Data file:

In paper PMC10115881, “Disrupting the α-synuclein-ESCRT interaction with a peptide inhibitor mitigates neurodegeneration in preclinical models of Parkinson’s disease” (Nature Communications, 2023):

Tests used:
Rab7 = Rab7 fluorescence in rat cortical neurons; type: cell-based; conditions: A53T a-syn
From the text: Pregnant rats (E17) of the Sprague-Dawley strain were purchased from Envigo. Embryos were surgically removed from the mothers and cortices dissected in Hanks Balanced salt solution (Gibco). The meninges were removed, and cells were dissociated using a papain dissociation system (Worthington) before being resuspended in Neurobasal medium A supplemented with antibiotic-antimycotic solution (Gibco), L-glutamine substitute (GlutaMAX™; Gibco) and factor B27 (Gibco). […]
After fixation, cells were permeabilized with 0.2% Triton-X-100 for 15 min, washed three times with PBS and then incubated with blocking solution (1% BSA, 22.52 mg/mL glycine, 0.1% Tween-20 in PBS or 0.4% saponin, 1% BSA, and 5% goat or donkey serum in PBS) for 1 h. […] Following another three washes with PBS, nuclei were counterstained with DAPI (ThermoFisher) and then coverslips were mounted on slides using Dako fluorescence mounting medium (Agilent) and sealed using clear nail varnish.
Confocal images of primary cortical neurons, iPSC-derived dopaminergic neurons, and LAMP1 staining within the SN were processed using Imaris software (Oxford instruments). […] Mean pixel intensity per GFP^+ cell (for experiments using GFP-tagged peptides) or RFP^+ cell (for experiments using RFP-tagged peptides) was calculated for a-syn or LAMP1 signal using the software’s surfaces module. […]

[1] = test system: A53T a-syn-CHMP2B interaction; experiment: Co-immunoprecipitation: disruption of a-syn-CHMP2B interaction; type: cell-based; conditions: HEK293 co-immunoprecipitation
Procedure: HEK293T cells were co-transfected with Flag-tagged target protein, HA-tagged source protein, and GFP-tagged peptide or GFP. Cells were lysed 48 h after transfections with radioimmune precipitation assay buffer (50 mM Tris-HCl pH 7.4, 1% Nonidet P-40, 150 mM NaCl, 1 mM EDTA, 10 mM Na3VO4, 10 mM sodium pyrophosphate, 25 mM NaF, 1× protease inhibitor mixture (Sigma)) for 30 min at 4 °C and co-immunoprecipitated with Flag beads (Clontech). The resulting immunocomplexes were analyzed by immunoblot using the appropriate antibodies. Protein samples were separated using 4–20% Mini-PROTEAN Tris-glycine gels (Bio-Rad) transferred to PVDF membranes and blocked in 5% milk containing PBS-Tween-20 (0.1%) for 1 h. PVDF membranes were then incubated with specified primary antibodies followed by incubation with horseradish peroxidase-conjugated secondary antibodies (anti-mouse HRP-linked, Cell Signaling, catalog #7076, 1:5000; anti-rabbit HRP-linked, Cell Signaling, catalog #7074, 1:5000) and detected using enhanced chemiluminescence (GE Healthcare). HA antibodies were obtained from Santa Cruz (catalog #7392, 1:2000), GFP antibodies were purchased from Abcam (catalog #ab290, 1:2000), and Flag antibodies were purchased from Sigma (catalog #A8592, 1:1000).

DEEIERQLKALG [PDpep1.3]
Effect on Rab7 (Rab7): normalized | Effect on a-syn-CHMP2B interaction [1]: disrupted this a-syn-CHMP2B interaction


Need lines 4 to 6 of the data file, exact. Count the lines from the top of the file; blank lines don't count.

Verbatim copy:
From the text: Pregnant rats (E17) of the Sprague-Dawley strain were purchased from Envigo. Embryos were surgically removed from the mothers and cortices dissected in Hanks Balanced salt solution (Gibco). The meninges were removed, and cells were dissociated using a papain dissociation system (Worthington) before being resuspended in Neurobasal medium A supplemented with antibiotic-antimycotic solution (Gibco), L-glutamine substitute (GlutaMAX™; Gibco) and factor B27 (Gibco). […]
After fixation, cells were permeabilized with 0.2% Triton-X-100 for 15 min, washed three times with PBS and then incubated with blocking solution (1% BSA, 22.52 mg/mL glycine, 0.1% Tween-20 in PBS or 0.4% saponin, 1% BSA, and 5% goat or donkey serum in PBS) for 1 h. […] Following another three washes with PBS, nuclei were counterstained with DAPI (ThermoFisher) and then coverslips were mounted on slides using Dako fluorescence mounting medium (Agilent) and sealed using clear nail varnish.
Confocal images of primary cortical neurons, iPSC-derived dopaminergic neurons, and LAMP1 staining within the SN were processed using Imaris software (Oxford instruments). […] Mean pixel intensity per GFP^+ cell (for experiments using GFP-tagged peptides) or RFP^+ cell (for experiments using RFP-tagged peptides) was calculated for a-syn or LAMP1 signal using the software’s surfaces module. […]